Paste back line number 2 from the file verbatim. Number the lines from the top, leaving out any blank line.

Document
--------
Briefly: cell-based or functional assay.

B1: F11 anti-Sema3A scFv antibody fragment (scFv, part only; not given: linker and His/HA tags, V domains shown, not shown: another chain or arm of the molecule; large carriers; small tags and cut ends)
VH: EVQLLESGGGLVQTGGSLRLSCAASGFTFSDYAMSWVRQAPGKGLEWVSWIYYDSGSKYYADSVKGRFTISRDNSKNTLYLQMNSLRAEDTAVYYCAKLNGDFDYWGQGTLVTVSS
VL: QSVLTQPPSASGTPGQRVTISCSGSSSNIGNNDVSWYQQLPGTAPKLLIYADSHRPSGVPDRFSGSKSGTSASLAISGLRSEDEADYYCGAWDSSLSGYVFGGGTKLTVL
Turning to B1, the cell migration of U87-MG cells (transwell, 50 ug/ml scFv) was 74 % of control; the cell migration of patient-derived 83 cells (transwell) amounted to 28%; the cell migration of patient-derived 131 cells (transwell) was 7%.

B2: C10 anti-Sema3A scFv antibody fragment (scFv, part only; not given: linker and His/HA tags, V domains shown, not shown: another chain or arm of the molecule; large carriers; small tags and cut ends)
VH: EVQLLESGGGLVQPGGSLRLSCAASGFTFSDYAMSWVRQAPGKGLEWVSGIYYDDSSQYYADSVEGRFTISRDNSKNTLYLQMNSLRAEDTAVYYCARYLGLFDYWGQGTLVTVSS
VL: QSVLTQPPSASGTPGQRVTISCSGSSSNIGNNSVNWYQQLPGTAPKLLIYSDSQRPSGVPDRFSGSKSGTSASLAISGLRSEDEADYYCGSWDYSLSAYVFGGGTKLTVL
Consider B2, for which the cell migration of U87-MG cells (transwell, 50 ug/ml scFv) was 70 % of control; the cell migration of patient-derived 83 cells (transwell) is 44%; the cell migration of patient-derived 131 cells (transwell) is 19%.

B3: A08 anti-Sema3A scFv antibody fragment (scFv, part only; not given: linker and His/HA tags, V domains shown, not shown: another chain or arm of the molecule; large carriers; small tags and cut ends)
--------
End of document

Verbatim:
B1: F11 anti-Sema3A scFv antibody fragment (scFv, part only; not given: linker and His/HA tags, V domains shown, not shown: another chain or arm of the molecule; large carriers; small tags and cut ends)